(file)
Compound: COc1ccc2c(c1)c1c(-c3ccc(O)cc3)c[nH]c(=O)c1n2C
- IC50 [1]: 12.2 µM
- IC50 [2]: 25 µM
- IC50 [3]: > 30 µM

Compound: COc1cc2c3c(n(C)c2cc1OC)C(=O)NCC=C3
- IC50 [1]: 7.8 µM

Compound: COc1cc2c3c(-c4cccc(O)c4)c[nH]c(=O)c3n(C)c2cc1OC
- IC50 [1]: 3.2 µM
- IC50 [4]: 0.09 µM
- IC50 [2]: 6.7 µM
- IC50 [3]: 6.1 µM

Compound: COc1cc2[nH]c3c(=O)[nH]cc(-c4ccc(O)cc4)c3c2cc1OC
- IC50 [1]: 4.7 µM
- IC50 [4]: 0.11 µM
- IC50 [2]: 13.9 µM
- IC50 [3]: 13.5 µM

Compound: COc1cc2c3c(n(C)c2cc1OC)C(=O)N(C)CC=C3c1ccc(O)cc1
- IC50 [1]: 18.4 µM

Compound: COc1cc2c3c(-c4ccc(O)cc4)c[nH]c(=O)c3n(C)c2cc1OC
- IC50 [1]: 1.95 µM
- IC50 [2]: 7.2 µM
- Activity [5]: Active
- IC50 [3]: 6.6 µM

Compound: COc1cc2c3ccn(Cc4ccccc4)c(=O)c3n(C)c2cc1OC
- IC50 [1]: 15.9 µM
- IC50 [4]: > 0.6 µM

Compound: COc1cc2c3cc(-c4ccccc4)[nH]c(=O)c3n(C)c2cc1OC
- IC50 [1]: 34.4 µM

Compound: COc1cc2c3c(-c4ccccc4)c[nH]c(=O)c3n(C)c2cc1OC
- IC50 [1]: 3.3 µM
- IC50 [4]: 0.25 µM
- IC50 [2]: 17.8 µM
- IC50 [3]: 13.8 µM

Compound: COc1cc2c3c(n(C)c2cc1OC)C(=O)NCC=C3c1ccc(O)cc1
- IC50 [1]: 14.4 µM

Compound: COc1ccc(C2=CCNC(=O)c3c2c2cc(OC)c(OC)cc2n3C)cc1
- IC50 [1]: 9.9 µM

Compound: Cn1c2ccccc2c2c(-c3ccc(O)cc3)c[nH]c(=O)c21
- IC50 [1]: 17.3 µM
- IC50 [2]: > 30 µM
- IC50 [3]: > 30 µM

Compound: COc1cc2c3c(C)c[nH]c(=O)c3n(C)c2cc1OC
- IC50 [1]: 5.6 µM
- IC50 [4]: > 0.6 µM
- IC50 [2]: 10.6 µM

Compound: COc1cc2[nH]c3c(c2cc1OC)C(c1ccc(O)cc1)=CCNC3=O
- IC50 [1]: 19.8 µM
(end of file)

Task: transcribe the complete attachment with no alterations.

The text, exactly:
Compound: COc1ccc2c(c1)c1c(-c3ccc(O)cc3)c[nH]c(=O)c1n2C
- IC50 [1]: 12.2 µM
- IC50 [2]: 25 µM
- IC50 [3]: > 30 µM

Compound: COc1cc2c3c(n(C)c2cc1OC)C(=O)NCC=C3
- IC50 [1]: 7.8 µM

Compound: COc1cc2c3c(-c4cccc(O)c4)c[nH]c(=O)c3n(C)c2cc1OC
- IC50 [1]: 3.2 µM
- IC50 [4]: 0.09 µM
- IC50 [2]: 6.7 µM
- IC50 [3]: 6.1 µM

Compound: COc1cc2[nH]c3c(=O)[nH]cc(-c4ccc(O)cc4)c3c2cc1OC
- IC50 [1]: 4.7 µM
- IC50 [4]: 0.11 µM
- IC50 [2]: 13.9 µM
- IC50 [3]: 13.5 µM

Compound: COc1cc2c3c(n(C)c2cc1OC)C(=O)N(C)CC=C3c1ccc(O)cc1
- IC50 [1]: 18.4 µM

Compound: COc1cc2c3c(-c4ccc(O)cc4)c[nH]c(=O)c3n(C)c2cc1OC
- IC50 [1]: 1.95 µM
- IC50 [2]: 7.2 µM
- Activity [5]: Active
- IC50 [3]: 6.6 µM

Compound: COc1cc2c3ccn(Cc4ccccc4)c(=O)c3n(C)c2cc1OC
- IC50 [1]: 15.9 µM
- IC50 [4]: > 0.6 µM

Compound: COc1cc2c3cc(-c4ccccc4)[nH]c(=O)c3n(C)c2cc1OC
- IC50 [1]: 34.4 µM

Compound: COc1cc2c3c(-c4ccccc4)c[nH]c(=O)c3n(C)c2cc1OC
- IC50 [1]: 3.3 µM
- IC50 [4]: 0.25 µM
- IC50 [2]: 17.8 µM
- IC50 [3]: 13.8 µM

Compound: COc1cc2c3c(n(C)c2cc1OC)C(=O)NCC=C3c1ccc(O)cc1
- IC50 [1]: 14.4 µM

Compound: COc1ccc(C2=CCNC(=O)c3c2c2cc(OC)c(OC)cc2n3C)cc1
- IC50 [1]: 9.9 µM

Compound: Cn1c2ccccc2c2c(-c3ccc(O)cc3)c[nH]c(=O)c21
- IC50 [1]: 17.3 µM
- IC50 [2]: > 30 µM
- IC50 [3]: > 30 µM

Compound: COc1cc2c3c(C)c[nH]c(=O)c3n(C)c2cc1OC
- IC50 [1]: 5.6 µM
- IC50 [4]: > 0.6 µM
- IC50 [2]: 10.6 µM

Compound: COc1cc2[nH]c3c(c2cc1OC)C(c1ccc(O)cc1)=CCNC3=O
- IC50 [1]: 19.8 µM